11:06:00 PM


(Reuters) TikTok, the popular short-form video app, has been sued by rival Triller, which accused it of infringing its patent for stitching together multiple music videos with a single audio track.


Triller said in a complaint filed on Wednesday that TikTok and its Chinese-owned parent ByteDance Ltd willfully infringed the June 2017 patent by importing and selling its app for iPhones and Android-based smartphones.


The complaint was filed with the U.S. District Court for the Western District of Texas, which includes Austin. It focuses on “Green Screen Video,” a feature TikTok rolled out last December that lets users shoot multiple videos and synchronize them with an audio track.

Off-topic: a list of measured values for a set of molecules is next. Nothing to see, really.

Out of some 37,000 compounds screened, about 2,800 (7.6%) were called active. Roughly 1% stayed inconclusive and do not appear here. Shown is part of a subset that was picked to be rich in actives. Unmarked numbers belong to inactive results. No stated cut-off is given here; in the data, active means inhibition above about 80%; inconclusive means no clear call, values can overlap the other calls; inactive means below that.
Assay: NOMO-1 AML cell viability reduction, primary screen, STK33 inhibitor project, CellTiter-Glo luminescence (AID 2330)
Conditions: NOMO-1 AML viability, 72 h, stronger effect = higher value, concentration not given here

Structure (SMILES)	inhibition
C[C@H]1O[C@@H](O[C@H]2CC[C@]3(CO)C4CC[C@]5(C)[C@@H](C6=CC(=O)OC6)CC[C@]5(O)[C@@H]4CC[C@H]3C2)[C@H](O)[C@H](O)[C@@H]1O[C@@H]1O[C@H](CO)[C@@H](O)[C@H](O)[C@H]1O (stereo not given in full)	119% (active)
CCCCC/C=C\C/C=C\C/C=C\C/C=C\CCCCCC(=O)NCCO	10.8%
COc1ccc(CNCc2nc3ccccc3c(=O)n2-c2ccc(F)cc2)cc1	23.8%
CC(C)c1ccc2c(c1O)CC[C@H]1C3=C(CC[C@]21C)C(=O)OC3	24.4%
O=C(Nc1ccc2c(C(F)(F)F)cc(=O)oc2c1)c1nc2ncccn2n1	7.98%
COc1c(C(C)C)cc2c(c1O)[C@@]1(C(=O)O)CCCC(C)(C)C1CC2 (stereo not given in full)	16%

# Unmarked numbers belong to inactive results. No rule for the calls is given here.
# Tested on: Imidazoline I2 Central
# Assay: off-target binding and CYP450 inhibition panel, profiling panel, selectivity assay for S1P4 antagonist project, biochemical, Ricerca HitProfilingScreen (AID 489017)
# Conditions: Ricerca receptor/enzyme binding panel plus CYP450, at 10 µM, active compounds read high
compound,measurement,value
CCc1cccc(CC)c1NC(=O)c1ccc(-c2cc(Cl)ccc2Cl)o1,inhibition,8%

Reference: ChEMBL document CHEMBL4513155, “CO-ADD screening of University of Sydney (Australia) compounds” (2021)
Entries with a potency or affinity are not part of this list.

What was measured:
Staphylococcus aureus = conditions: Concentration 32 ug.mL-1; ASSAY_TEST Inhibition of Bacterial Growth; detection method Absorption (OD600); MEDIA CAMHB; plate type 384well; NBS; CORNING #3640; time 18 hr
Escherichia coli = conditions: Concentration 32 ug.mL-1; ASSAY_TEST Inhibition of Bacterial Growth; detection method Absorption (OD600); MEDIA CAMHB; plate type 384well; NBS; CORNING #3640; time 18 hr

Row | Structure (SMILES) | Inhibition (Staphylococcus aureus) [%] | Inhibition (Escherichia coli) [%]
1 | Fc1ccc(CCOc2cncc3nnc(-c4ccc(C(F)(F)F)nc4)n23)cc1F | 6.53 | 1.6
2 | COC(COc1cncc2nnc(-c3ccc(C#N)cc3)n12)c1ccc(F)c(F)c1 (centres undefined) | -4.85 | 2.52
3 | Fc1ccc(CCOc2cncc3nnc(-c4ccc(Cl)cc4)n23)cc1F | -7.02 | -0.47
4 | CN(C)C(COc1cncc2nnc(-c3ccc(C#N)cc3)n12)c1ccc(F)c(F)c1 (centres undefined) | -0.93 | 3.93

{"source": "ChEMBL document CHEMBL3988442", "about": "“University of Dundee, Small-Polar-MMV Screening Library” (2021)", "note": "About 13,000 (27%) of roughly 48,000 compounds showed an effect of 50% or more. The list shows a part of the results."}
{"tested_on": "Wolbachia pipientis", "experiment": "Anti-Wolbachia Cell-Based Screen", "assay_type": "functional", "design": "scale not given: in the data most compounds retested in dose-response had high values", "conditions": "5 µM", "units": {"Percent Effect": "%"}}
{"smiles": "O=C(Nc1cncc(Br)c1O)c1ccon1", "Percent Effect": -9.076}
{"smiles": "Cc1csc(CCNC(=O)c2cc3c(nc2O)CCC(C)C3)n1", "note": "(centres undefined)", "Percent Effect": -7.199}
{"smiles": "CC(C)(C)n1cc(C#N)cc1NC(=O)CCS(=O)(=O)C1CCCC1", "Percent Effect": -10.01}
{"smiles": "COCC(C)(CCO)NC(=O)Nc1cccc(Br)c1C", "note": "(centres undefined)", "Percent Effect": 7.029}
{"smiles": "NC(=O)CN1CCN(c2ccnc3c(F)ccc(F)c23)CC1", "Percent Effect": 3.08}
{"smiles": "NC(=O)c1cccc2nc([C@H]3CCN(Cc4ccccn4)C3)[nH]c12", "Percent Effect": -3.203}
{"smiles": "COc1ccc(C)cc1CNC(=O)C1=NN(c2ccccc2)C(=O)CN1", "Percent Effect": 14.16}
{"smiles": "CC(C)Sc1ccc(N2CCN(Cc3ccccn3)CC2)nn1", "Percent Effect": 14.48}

Triller is based in Los Angeles, and became known for its focus on hip-hop music.


It is seeking an injunction against further infringements plus unspecified damages from TikTok, which has offices in Austin.


TikTok did not immediately respond on Thursday to requests for comment.


TikTok’s Chinese ownership has drawn attention from the White House and U.S. lawmakers, raising privacy and national security concerns including whether user data might be shared with the Chinese government.


The company has said it has never given user data to China, and would not if asked.


TikTok downloads have surpassed 2 billion worldwide.


The case is Triller Inc v ByteDance Ltd et al, U.S. District Court, Western District of Texas, No. 20-00693.


Source: Reuters; Reporting by Jonathan Stempel in New York; Editing by Tom Brown